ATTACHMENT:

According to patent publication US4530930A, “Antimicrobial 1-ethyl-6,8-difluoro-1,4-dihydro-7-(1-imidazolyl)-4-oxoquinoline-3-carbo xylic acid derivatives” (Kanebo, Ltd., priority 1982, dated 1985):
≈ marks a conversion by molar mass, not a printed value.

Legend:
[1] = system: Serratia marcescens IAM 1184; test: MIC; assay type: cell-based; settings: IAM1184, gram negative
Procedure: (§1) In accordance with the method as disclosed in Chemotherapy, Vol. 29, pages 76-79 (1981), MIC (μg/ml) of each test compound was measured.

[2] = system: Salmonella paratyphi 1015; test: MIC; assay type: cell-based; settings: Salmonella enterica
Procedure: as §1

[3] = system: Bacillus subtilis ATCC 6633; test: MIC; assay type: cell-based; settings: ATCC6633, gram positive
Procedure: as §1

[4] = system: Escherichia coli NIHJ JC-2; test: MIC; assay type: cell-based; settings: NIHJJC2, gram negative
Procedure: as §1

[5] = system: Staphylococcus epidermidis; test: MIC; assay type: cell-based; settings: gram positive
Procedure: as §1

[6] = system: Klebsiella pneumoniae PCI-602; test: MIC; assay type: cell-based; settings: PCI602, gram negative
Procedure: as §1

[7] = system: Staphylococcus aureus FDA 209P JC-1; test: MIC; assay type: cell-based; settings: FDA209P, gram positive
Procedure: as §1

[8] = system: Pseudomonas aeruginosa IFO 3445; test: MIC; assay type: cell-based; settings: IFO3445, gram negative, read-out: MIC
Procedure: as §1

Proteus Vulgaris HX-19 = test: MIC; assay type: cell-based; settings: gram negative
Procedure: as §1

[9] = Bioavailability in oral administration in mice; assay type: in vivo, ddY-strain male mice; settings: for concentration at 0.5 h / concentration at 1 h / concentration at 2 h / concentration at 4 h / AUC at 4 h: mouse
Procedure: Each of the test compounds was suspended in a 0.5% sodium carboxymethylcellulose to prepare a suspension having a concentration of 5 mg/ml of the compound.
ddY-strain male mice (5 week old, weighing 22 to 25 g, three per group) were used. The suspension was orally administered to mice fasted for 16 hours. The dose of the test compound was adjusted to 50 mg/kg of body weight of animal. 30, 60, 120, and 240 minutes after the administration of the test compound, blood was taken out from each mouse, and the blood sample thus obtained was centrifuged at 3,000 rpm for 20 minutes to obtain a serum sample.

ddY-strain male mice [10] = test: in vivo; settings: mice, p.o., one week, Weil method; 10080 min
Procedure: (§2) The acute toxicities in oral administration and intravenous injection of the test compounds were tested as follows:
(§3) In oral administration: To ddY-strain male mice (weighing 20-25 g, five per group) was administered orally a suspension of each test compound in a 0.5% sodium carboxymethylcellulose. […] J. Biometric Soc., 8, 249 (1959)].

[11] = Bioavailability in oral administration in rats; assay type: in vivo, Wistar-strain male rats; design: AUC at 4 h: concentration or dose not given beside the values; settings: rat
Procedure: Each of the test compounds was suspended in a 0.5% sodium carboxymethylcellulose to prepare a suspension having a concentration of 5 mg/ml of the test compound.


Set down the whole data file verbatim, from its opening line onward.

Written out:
According to patent publication US4530930A, “Antimicrobial 1-ethyl-6,8-difluoro-1,4-dihydro-7-(1-imidazolyl)-4-oxoquinoline-3-carbo xylic acid derivatives” (Kanebo, Ltd., priority 1982, dated 1985):
≈ marks a conversion by molar mass, not a printed value.

Legend:
[1] = system: Serratia marcescens IAM 1184; test: MIC; assay type: cell-based; settings: IAM1184, gram negative
Procedure: (§1) In accordance with the method as disclosed in Chemotherapy, Vol. 29, pages 76-79 (1981), MIC (μg/ml) of each test compound was measured.

[2] = system: Salmonella paratyphi 1015; test: MIC; assay type: cell-based; settings: Salmonella enterica
Procedure: as §1

[3] = system: Bacillus subtilis ATCC 6633; test: MIC; assay type: cell-based; settings: ATCC6633, gram positive
Procedure: as §1

[4] = system: Escherichia coli NIHJ JC-2; test: MIC; assay type: cell-based; settings: NIHJJC2, gram negative
Procedure: as §1

[5] = system: Staphylococcus epidermidis; test: MIC; assay type: cell-based; settings: gram positive
Procedure: as §1

[6] = system: Klebsiella pneumoniae PCI-602; test: MIC; assay type: cell-based; settings: PCI602, gram negative
Procedure: as §1

[7] = system: Staphylococcus aureus FDA 209P JC-1; test: MIC; assay type: cell-based; settings: FDA209P, gram positive
Procedure: as §1

[8] = system: Pseudomonas aeruginosa IFO 3445; test: MIC; assay type: cell-based; settings: IFO3445, gram negative, read-out: MIC
Procedure: as §1

Proteus Vulgaris HX-19 = test: MIC; assay type: cell-based; settings: gram negative
Procedure: as §1

[9] = Bioavailability in oral administration in mice; assay type: in vivo, ddY-strain male mice; settings: for concentration at 0.5 h / concentration at 1 h / concentration at 2 h / concentration at 4 h / AUC at 4 h: mouse
Procedure: Each of the test compounds was suspended in a 0.5% sodium carboxymethylcellulose to prepare a suspension having a concentration of 5 mg/ml of the compound.
ddY-strain male mice (5 week old, weighing 22 to 25 g, three per group) were used. The suspension was orally administered to mice fasted for 16 hours. The dose of the test compound was adjusted to 50 mg/kg of body weight of animal. 30, 60, 120, and 240 minutes after the administration of the test compound, blood was taken out from each mouse, and the blood sample thus obtained was centrifuged at 3,000 rpm for 20 minutes to obtain a serum sample.

ddY-strain male mice [10] = test: in vivo; settings: mice, p.o., one week, Weil method; 10080 min
Procedure: (§2) The acute toxicities in oral administration and intravenous injection of the test compounds were tested as follows:
(§3) In oral administration: To ddY-strain male mice (weighing 20-25 g, five per group) was administered orally a suspension of each test compound in a 0.5% sodium carboxymethylcellulose. […] J. Biometric Soc., 8, 249 (1959)].

[11] = Bioavailability in oral administration in rats; assay type: in vivo, Wistar-strain male rats; design: AUC at 4 h: concentration or dose not given beside the values; settings: rat
Procedure: Each of the test compounds was suspended in a 0.5% sodium carboxymethylcellulose to prepare a suspension having a concentration of 5 mg/ml of the test compound.